In the words of the Wu-Tang Clan, “Cash rules everything around me!” So, let’s talk about money!

Here at Esper, we are continually evolving how we take care of our employees’ total rewards, which encompasses salaries, benefits, and perks. Last August, we implemented our first performance review and goal setting cycle. The goal of this exercise was to establish a cadence for reviews and examine and correct any unintended outliers within employee salaries by creating a standardized compensation structure.

Fair pay is fair play

When it comes to employee salaries, there are several methodologies to choose from for salary leveling and for implementing a compensation philosophy. There are a lot of fancy tools you can use to do this automatically via software, but for smaller companies and startups, these tools may not be financially accessible.

Paying fairly is a cornerstone of equitable practices in the workplace, and without a compensation structure, paying employees becomes the Wild West. Salary decisions for identical roles can vary from manager to manager. From an equity perspective, employees with similar skills and experience could potentially end up being compensated differently because of their lack of insight into market trends or ability to negotiate. With many organizations, pay increases are given annually at a certain percentage salary, so employees who came into the company at a lower salary continue to be penalized over the course of their careers. We wanted to pay employees fairly for their contributions at Esper, regardless of how they had been paid in previous roles.

We knew that if we wanted to pay fairly, it was absolutely critical that we approached compensation using a methodology that minimizes bias and favoritism when making decisions. For a small company or startup that doesn’t have the budget to purchase software that can do this type of leveling automatically, it is possible to level employee salaries in an equitable way and without bias, with a simple spreadsheet and a few formulas.

Making the band(s)

The first thing that we did was gather all employee salaries, and then layered this info over the salary bands for their respective roles. Next, we would calculate where each employee sat percentile-wise in their salary band. For example, if a salary band was $45,000 to $75,000, and the employee salary was $55,000, this would put them at the 33rd percentile within their salary band.

Having the percentile of a salary band is great, but what does that actually mean? To solve this problem, we created a percentile key that would help us distinguish the differences between employees in a factual way.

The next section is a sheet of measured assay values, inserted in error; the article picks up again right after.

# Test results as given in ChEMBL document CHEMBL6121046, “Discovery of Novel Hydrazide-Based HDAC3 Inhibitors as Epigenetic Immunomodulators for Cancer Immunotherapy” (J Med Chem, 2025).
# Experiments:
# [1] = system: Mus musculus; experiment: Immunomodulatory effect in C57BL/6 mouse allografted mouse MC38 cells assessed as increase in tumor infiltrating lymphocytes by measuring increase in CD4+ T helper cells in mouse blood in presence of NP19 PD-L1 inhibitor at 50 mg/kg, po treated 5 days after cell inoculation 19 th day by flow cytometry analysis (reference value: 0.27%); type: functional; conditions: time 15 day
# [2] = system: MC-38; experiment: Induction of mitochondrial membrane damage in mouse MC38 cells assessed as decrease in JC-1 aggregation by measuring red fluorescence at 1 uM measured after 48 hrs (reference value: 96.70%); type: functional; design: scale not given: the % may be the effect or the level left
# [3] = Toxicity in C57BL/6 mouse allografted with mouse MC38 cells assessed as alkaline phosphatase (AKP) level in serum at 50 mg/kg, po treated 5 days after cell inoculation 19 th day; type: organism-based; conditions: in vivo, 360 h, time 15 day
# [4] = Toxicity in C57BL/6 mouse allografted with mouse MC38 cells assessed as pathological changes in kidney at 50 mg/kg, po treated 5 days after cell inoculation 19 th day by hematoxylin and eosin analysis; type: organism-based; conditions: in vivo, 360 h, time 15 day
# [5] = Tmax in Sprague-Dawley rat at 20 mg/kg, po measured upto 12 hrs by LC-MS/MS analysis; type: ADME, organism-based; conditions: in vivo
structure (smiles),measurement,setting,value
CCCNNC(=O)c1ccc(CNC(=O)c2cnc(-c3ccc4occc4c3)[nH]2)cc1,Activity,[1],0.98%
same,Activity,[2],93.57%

With this key in hand as a reference point, we then created a new spreadsheet that listed the employee name and where they landed in the salary band percentile. Their actual salary was removed. Oftentimes, we have biases (conscious and unconscious), and those biases can unduly influence our decisions. For example, “Bobby makes $70,000. That’s a good salary, so they don’t need a raise.” By taking out the actual salary figure, we were then able to objectively evaluate all employees and make corrections as needed in an equitable manner. 

Full disclosure: There were some outliers that challenged us during this process. Some employees came in below the 0% band, and some were paid in a band above their indicated performance and experience.

For employees that were not being compensated in a way that was consistent with the agreed-upon structure, we made market adjustments. For employees who were being paid lower in range than the structure indicated they should be, increases were given to ensure that they were being compensated appropriately. For employees that were compensated more highly in the salary band than their experience and performance indicated, salary remained unchanged. Over time, we can correct these inconsistencies leveraging pay increases. 

This exercise helped us make decisions on pay purely based on data as opposed to making decisions on feeling (e.g. “I think Bobby should get a big raise!”). 

Starting an equitable discussion

Esper is committed to leveling the playing field by ensuring that we do things the right way when it comes to Diversity, Equity, Inclusion, and Belonging. Lip service is not enough. We are committed to pulling the curtain back and transparently showing how compensation decisions are made, and our goal is to lead and disrupt black-box compensation practices within the tech space by modeling what pay equity should look like in the workplace. 

What are you doing to help effect change with equity and inclusion in your workplace? We’d love to hear what other innovators are doing, because the fight for DEIB is a collective battle. Let’s all do our part and build each other up.